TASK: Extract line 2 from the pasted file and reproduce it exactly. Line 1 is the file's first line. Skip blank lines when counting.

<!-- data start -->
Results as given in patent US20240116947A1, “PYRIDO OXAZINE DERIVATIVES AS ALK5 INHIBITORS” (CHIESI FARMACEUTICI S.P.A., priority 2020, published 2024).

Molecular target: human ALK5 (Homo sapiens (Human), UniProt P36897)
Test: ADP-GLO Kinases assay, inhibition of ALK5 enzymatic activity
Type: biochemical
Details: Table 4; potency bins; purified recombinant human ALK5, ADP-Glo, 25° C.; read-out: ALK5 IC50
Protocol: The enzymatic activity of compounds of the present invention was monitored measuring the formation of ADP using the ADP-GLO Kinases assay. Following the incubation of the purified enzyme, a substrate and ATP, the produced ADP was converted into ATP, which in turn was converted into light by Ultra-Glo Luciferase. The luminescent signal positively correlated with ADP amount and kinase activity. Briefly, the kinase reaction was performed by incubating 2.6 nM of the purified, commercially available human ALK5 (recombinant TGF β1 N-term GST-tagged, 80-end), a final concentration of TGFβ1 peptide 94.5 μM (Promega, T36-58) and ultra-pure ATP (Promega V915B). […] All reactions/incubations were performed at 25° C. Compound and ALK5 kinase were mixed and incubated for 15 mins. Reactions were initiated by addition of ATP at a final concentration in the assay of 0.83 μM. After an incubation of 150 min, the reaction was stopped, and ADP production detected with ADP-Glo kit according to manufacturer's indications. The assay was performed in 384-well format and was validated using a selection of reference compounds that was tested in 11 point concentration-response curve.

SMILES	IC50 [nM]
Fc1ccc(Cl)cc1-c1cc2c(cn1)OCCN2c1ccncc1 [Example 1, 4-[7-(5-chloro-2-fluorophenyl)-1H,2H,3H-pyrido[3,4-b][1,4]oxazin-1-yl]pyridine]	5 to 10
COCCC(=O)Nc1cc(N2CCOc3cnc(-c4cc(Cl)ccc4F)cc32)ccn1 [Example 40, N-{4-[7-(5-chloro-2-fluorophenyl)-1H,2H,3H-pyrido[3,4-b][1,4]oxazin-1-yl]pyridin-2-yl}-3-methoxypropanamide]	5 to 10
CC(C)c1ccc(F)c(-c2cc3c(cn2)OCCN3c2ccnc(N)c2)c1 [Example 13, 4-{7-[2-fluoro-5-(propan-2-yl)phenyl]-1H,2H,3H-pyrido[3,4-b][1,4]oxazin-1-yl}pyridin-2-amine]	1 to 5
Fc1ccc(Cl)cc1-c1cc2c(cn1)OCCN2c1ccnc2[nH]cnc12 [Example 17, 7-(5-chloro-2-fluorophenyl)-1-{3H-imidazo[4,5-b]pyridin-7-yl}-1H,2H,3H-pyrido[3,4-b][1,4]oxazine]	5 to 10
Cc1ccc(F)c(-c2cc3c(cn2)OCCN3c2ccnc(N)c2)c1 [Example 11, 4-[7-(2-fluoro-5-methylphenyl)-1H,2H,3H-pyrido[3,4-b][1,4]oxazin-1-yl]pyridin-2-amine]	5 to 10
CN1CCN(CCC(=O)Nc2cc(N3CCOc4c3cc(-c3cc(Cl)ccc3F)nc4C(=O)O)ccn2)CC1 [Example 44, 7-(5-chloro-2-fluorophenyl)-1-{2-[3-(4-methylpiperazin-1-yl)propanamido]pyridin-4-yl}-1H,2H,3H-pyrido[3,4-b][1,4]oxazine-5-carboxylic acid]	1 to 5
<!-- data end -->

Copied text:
Molecular target: human ALK5 (Homo sapiens (Human), UniProt P36897)